Sunday, August 16, 2009

Mauna Kea Revisited

Top to Bottom- Mauna Kea from Hilo Bay, the access road, and me getting winded at 13,000 ft and saying "why am I doing this?"

It's been two years since I summitted Hawaii's Mauna Kea. Mauna Kea literally translates as "White Mountain" , and I have had the priviledge of being there during the snow season. Yes, it snows in Hawaii. Located on the Big Island, Mauna Kea is the highest mountain in the Pacific, standing at 13,796 ft. It is a dormant shield volcano and from the ocean floor to the summit it is the tallest mountain in the world!

The reason why I did the ascent was simple. It's a beautiful place and very few people do the full round circuit hike. I began my morning at sea level and drove an hour and a half to the Mauna Kea visitors center. After only 45 minutes of acclimation I sign the waivers so I can begin my way up the mountain. Running at altitude can be tough, but running at altitude when you began your day at sea level can be just plain brutal.

The gravel road begins at 9,000 ft and winds up the mountain for 9 miles to 13,796 ft. After a few seconds of running, I realize the trail is too steep and I begin a long power hike to the summit. An hour went by, and I guessed I was a few thousand feet into the climb. That was until I passed the 10,000 ft marker a few minutes later. The thinner air was already making the climb seem longer. For a brief second, I had a hard time imagining doing this brutal ascent for nearly four thousand more feet. Flatlander from Virginia+altitude=lung busting effort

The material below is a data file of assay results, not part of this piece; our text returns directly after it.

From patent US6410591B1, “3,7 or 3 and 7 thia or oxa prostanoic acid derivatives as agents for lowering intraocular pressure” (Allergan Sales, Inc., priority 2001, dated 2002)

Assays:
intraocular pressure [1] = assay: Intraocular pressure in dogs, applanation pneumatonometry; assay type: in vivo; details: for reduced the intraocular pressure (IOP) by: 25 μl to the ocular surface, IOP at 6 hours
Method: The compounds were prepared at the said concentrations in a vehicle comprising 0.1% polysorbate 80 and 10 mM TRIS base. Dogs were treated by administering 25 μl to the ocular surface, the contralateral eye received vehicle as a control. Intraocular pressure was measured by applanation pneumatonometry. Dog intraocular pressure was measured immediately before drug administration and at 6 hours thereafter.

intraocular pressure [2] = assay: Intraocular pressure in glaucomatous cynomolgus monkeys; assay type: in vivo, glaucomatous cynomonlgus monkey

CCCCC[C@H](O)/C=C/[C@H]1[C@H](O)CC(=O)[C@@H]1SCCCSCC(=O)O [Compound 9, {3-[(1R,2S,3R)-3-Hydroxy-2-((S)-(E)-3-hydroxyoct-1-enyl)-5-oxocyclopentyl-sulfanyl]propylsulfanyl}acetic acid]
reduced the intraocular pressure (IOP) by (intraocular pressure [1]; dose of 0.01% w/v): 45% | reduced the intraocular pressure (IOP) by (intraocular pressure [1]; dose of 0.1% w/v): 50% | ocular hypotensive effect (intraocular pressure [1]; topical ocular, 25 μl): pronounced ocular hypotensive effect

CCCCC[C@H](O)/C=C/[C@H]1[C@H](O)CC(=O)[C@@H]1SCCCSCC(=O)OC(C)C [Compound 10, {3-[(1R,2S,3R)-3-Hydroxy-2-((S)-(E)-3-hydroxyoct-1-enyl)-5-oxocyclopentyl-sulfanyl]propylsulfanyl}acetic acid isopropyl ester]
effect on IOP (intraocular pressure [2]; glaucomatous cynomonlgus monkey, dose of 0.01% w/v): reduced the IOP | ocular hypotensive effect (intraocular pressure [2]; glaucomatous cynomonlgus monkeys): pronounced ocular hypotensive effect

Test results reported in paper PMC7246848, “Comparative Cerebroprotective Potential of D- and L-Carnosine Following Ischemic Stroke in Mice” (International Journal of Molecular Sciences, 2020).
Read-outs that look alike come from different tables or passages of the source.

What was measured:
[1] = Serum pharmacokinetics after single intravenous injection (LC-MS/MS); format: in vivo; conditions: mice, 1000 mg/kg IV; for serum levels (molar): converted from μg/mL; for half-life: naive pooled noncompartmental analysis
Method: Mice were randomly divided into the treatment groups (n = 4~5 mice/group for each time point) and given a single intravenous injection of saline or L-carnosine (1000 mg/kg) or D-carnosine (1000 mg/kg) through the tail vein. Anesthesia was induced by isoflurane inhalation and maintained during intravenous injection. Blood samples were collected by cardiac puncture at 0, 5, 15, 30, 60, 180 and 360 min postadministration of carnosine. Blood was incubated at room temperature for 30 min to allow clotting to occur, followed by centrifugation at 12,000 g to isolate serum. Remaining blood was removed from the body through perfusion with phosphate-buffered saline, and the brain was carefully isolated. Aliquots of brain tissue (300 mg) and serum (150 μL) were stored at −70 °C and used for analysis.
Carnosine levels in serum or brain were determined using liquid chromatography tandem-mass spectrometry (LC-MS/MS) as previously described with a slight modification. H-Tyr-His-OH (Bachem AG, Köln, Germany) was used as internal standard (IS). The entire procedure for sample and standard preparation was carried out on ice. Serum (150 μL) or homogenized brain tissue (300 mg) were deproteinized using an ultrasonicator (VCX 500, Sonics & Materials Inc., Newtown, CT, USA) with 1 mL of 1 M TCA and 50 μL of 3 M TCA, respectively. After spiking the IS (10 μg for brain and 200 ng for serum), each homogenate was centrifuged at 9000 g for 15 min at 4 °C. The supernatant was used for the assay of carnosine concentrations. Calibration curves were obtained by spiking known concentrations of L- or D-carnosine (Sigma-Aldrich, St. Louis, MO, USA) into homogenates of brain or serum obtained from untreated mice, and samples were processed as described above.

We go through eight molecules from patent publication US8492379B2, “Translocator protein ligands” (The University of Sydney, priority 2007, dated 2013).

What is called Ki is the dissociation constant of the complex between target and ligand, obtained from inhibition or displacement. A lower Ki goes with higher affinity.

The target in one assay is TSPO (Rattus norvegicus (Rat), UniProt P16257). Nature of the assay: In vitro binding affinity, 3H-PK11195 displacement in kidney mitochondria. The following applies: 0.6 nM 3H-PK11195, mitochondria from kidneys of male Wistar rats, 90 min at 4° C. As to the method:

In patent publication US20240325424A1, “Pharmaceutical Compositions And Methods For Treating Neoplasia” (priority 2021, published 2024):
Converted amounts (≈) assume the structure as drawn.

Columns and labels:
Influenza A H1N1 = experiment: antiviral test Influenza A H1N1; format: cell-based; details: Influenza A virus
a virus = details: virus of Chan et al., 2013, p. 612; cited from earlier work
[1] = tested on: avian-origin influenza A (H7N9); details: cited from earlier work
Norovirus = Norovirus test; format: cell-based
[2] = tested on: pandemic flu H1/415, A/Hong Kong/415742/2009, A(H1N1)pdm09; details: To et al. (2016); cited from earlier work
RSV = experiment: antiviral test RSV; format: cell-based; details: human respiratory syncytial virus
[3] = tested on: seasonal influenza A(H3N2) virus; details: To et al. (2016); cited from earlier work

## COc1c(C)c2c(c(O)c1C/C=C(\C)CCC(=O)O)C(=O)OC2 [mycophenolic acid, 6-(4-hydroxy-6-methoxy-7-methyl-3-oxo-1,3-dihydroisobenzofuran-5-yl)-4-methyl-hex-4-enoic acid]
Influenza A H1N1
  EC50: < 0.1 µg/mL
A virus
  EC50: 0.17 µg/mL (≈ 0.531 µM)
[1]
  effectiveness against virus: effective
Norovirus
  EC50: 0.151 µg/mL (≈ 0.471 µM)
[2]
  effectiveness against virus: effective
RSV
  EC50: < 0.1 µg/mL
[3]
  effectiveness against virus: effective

As I went further up the mountain the lack of oxygen was clearly slowing me down. I kept moving forward and kept putting one foot in front of the other. I was getting more adjusted to the altitude, but not fast enough to compensate. I passed 11,000 ft, then 12,000. Mauna Kea seemed like it just kept going up. I would get over one massive volcanic hill, and see more on the horizon. My surroundings started off as arrid desert, then slowly transitioned to fine red volcanic sand. I hiked through stinging light rain, sunshine, fog, and whipping winds. Finally, I came to a stretch where I could see the true summit. I saw that I had about a mile to go, but also a very steep climb. This last particular incline is so steep that its combination with the altitude has been known to frequently stall out cars.

As I crested the top I was welcomed by the sight of several space observatories. Mauna Kea has perhaps the clearest skies on the planet and air that has been purified by several thousand miles of ocean. Having never hiked significantly above 6,000 feet before, this felt like the longest nine miles I had ever hiked. However, I was not at the true summit. I ran down into the mountain's culdera, and climbed about 100 feet to the true summit and a small shrine to the fire goddess Pele. Above the clouds I could see the ocean from all 360 degrees. It was a sight straight from a dream. I took a short video, some photos, ate a little, and hurried to get out of the cold. The temperature was 87 degrees in Hilo, 77 at the start of the run, and a windy 37 at the summit.

The run down was so steep my feet felt like they were on fire. As the altitude decreased I could feel my lungs growing stronger and stronger. Soon I was back at the visitor's center to verify my return from the summit. Though it took me 2 hours and 35 minutes to reach the summit, it only took 1 hour and 25 minutes to get back and check back in with the ranger.

All in all, it was a rare, beautiful experience that I will never forget.